Air pollution is contributing to the deaths of an estimated 2,000 people in Scotland a year, the SNP government has warned as it urged people to cut car use and learn to love the bus. Fine particulate matter (PM2.5s) from diesel, brake and tyre wear and road materials, and nitrogen dioxide (NO2), is taking a heavy toll on the nation’s health, according to research. As well as being a leading cause of death pollutants are associated with dementia, diabetes and poor pregnancy outcomes, including low birth weight and premature babies. The government findings, with Scotland due to host the Cop26 climate change conference in November, have prompted Scottish ministers to outline a series of steps to improve air quality. Building on moves to establish restrictive low-emission zones in four cities, they want to cut the distance travelled by cars by 20 per cent by 2030, including through greater use of buses and more home working. In a new strategy paper the Scottish government says bus services are “arguably the single most important mode for reducing transport-related air pollution” due to their role in reducing congestion, and their reliability — with a single bus capable of taking up to 75 cars off the roads. However, bus use has dropped sharply and has fallen even further during the pandemic. To reverse this, as well as offering concessionary travel including free trips for under-22s, ministers will support more bus lanes on trunk roads, including motorways, to help commuters avoid traffic jams. However, as The Sunday Times recently revealed, there is evidence that older buses, retrofitted with technology intended to reduce their emissions, continue to belch out high levels of pollutants. Other changes on the cards including more 20mph limits around Scotland and the development of more “20-minute” neighbourhoods, where people have easy access to amenities without the need to use a car.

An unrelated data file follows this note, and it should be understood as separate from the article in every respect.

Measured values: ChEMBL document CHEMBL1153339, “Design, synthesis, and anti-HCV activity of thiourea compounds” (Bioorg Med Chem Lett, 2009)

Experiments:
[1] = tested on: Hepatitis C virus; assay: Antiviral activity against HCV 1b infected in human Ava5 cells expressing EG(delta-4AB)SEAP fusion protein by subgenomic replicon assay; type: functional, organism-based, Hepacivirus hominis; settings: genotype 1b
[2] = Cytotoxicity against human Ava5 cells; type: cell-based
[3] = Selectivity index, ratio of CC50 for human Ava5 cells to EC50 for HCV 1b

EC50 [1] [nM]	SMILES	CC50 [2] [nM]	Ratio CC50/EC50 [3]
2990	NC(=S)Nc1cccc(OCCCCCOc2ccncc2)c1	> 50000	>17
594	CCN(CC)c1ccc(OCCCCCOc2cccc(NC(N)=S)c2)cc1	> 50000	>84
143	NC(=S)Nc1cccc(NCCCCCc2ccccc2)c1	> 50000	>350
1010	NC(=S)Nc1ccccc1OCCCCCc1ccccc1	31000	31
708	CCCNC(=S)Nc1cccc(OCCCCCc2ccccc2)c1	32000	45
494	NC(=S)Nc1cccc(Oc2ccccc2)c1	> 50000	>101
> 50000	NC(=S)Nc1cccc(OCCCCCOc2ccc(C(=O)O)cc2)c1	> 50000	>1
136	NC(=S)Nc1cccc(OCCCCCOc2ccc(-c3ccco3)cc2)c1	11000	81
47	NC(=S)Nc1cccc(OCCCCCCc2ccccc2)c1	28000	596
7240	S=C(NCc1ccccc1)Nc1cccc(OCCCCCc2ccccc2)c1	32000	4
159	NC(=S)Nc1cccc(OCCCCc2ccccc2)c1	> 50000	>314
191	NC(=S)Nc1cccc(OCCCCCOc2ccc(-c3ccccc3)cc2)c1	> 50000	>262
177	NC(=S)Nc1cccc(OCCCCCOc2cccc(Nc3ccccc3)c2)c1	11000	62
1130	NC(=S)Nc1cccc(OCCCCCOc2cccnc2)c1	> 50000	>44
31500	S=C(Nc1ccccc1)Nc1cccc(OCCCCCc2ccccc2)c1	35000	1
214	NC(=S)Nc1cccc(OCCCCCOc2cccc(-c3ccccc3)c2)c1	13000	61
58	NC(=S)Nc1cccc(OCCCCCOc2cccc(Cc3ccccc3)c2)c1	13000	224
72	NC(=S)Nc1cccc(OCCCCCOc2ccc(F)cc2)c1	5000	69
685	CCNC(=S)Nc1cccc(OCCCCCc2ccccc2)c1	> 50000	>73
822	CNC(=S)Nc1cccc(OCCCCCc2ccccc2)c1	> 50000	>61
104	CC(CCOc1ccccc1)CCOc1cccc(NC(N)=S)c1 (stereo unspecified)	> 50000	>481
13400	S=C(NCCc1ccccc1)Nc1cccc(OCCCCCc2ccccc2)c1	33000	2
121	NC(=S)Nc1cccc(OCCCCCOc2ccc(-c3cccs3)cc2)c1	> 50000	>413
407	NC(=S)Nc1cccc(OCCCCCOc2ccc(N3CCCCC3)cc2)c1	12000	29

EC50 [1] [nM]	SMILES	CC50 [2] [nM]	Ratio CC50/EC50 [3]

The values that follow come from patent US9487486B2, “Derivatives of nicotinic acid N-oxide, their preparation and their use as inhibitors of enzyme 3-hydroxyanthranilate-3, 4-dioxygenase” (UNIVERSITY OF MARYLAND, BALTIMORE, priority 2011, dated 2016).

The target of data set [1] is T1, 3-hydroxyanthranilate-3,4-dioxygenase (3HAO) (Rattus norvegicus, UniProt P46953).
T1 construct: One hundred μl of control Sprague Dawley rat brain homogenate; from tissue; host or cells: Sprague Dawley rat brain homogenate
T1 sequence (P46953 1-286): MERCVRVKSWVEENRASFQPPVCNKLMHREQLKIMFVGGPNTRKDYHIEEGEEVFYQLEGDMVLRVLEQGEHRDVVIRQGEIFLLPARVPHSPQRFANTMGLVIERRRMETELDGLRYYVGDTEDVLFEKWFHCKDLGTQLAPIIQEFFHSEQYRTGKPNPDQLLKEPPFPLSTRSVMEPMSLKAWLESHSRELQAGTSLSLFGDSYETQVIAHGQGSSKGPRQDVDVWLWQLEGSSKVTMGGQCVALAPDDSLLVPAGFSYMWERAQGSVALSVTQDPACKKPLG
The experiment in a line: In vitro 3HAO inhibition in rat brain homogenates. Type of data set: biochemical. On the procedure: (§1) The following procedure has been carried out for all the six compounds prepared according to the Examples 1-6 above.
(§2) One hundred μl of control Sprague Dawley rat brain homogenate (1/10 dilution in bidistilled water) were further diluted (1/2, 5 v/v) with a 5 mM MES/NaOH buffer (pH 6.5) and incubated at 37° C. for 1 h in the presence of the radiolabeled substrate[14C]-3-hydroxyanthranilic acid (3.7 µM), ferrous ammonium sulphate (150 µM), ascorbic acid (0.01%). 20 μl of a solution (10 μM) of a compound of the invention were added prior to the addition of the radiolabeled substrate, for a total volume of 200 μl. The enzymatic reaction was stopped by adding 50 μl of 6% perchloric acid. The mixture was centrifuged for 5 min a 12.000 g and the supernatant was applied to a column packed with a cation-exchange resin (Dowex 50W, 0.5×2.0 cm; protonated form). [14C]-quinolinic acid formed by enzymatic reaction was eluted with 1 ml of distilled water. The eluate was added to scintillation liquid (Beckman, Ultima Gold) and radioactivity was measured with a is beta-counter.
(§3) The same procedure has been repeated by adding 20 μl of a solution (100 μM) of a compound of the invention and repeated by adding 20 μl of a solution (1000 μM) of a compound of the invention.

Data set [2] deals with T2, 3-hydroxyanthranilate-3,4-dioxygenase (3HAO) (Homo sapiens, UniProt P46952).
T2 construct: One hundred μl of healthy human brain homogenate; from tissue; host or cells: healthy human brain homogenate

Times 18th July 2021 read more »
SNP ministers have been warned by a government document that poor air pollution levels “could potentially amplify” the heath impacts of Covid-19 if the infection is “still in circulation at significant levels”. The alarm, raised in a Scottish Government report, points to a number of studies that have “identified an association between air pollution and both exacerbated symptoms and mortality levels attributed to Covid-19″.
Herald 17th July 2021 read more »